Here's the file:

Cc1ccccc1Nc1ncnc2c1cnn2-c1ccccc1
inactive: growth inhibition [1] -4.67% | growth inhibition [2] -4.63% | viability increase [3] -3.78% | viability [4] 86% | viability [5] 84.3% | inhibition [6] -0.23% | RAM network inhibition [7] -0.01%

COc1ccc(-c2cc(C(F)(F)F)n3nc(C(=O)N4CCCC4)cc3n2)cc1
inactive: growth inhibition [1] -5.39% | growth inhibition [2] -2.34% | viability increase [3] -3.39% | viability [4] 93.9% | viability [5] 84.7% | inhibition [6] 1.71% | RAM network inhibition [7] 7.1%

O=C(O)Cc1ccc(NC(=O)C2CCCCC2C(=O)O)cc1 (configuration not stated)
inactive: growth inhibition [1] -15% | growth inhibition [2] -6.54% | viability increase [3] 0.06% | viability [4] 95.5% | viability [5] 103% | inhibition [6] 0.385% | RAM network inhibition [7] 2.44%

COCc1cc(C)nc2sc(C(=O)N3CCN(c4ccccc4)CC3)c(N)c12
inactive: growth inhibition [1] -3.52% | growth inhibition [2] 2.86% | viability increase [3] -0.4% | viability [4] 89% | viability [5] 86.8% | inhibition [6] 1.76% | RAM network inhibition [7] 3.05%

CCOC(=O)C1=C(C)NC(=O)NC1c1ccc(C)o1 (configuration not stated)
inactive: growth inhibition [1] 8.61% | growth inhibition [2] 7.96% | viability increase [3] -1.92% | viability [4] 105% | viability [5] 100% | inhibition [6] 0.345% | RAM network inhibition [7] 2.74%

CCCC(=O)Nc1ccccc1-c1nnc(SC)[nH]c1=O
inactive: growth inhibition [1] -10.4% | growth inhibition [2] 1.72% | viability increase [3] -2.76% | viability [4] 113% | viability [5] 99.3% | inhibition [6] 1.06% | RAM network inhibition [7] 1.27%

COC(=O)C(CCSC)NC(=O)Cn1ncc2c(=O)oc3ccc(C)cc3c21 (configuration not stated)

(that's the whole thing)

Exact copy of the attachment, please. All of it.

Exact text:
Cc1ccccc1Nc1ncnc2c1cnn2-c1ccccc1
inactive: growth inhibition [1] -4.67% | growth inhibition [2] -4.63% | viability increase [3] -3.78% | viability [4] 86% | viability [5] 84.3% | inhibition [6] -0.23% | RAM network inhibition [7] -0.01%

COc1ccc(-c2cc(C(F)(F)F)n3nc(C(=O)N4CCCC4)cc3n2)cc1
inactive: growth inhibition [1] -5.39% | growth inhibition [2] -2.34% | viability increase [3] -3.39% | viability [4] 93.9% | viability [5] 84.7% | inhibition [6] 1.71% | RAM network inhibition [7] 7.1%

O=C(O)Cc1ccc(NC(=O)C2CCCCC2C(=O)O)cc1 (configuration not stated)
inactive: growth inhibition [1] -15% | growth inhibition [2] -6.54% | viability increase [3] 0.06% | viability [4] 95.5% | viability [5] 103% | inhibition [6] 0.385% | RAM network inhibition [7] 2.44%

COCc1cc(C)nc2sc(C(=O)N3CCN(c4ccccc4)CC3)c(N)c12
inactive: growth inhibition [1] -3.52% | growth inhibition [2] 2.86% | viability increase [3] -0.4% | viability [4] 89% | viability [5] 86.8% | inhibition [6] 1.76% | RAM network inhibition [7] 3.05%

CCOC(=O)C1=C(C)NC(=O)NC1c1ccc(C)o1 (configuration not stated)
inactive: growth inhibition [1] 8.61% | growth inhibition [2] 7.96% | viability increase [3] -1.92% | viability [4] 105% | viability [5] 100% | inhibition [6] 0.345% | RAM network inhibition [7] 2.74%

CCCC(=O)Nc1ccccc1-c1nnc(SC)[nH]c1=O
inactive: growth inhibition [1] -10.4% | growth inhibition [2] 1.72% | viability increase [3] -2.76% | viability [4] 113% | viability [5] 99.3% | inhibition [6] 1.06% | RAM network inhibition [7] 1.27%

COC(=O)C(CCSC)NC(=O)Cn1ncc2c(=O)oc3ccc(C)cc3c21 (configuration not stated)